27th July, 2017. Last of the three Yorkshire Wolds churches (s.p.b.).

St. Mary’s, Kirkburn (see above)¬†(near Driffield), visited after lunch provided at the village hall, marred by heavy rain but helped by input from Mr. Adamson, church-warden. A fine Norman church, said to be second only in the East Riding to the grand Norman¬†church at Newbald. The chancel although retaining the features of its original Norman build was in fact rebuilt just after the Napoleonic Wars and then restored in the 1850s, a restoration overseen by J.L. Pearson (a famous architect who worked on many Gothic Revival church restorations) and commissioned by Tatton Sykes of Sledmere House in the high Wolds. The west tower is a product of three upward extensions during the Middle Ages while the Norman carved decorative stone-work is concentrated in ‘orders’ around the south door and chancel arch. The triple ‘opening’ in the walling above the chancel arch is an addition to the traditional fabric, a whim of Pearson’s. The somewhat gloomy interior (to our eyes) is reminiscent of that in the great Norman church at Stow, between Lincoln and the R. Trent.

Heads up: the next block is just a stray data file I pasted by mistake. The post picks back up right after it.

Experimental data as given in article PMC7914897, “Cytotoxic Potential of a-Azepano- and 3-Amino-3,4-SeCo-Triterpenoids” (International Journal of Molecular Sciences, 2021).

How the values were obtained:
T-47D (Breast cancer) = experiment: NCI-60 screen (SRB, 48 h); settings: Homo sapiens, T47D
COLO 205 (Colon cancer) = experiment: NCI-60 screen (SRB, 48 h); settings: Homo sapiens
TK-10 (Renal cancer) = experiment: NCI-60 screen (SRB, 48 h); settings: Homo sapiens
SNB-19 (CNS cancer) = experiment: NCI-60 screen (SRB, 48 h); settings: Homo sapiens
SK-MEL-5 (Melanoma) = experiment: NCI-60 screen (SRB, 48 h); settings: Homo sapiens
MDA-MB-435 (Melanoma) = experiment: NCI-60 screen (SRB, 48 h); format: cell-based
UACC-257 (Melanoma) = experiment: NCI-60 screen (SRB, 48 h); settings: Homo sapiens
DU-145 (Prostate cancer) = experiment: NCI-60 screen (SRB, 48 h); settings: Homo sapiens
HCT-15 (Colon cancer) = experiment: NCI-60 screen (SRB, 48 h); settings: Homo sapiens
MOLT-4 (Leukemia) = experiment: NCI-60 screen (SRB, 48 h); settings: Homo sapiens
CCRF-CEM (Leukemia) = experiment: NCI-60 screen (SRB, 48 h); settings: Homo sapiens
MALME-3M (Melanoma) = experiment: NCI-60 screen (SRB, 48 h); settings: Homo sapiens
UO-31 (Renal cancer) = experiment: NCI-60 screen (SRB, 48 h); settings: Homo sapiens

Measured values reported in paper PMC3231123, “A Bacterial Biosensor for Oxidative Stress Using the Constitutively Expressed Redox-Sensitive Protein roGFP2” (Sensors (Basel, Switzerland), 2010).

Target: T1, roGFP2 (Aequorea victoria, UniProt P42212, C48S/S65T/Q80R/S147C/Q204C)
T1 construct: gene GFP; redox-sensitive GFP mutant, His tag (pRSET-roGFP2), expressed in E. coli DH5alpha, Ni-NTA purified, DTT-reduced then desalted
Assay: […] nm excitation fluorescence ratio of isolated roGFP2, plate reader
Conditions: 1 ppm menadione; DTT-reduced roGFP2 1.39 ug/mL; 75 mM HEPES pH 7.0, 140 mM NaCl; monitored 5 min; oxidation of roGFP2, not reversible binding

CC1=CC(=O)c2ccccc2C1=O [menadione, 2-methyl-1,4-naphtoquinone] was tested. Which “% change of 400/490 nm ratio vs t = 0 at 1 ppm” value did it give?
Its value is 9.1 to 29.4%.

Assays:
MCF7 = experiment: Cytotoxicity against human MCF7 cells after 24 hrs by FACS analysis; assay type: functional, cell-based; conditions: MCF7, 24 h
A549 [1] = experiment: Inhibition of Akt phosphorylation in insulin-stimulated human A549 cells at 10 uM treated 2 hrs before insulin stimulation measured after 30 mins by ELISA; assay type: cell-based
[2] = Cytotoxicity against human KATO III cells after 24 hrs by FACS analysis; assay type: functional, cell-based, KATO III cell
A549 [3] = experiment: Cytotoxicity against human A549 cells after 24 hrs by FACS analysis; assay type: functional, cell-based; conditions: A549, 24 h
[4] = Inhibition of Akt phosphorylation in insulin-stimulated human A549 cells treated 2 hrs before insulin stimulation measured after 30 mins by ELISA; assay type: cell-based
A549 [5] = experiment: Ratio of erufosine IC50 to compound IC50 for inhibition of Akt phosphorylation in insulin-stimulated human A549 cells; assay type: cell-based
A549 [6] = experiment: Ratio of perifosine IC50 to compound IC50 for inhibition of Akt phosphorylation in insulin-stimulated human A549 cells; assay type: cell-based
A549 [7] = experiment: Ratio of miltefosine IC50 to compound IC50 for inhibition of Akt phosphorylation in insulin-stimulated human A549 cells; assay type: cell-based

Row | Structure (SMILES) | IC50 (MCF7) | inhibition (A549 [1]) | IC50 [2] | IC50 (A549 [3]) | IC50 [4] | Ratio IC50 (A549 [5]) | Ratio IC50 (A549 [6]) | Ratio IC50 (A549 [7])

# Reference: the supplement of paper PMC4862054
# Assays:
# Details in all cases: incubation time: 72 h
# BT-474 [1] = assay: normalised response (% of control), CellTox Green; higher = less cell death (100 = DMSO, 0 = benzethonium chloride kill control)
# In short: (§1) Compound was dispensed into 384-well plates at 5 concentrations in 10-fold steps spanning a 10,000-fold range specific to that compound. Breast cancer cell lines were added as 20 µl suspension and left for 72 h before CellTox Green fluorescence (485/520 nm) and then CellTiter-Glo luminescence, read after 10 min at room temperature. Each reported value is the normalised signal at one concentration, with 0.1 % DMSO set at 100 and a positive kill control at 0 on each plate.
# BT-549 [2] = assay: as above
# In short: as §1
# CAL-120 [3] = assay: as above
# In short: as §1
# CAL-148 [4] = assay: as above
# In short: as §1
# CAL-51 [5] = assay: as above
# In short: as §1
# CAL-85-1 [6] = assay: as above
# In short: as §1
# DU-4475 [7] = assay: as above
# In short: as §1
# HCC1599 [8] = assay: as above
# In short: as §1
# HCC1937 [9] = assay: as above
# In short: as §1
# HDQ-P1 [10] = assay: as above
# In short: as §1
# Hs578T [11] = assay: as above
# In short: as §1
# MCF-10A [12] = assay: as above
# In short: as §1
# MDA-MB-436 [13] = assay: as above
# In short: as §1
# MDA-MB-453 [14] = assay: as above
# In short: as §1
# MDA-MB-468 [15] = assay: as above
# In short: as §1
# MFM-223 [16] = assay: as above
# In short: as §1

Here is a most remarkable ‘rustic’ Norman font, world famous for as Mr. Adamson told us it has been the subject of post-graduate students’ theses.

Immediately north of the churchyard is a gully at the head of which is the spring that is the very source of the River Hull. This figures in my illustrated talk on the History and Navigation of the River Hull which is to be included in those to be given at the Hull History Centre over the national Heritage weekend but which, like my other illustrated talks, has not yet been condensed into an article for Publications.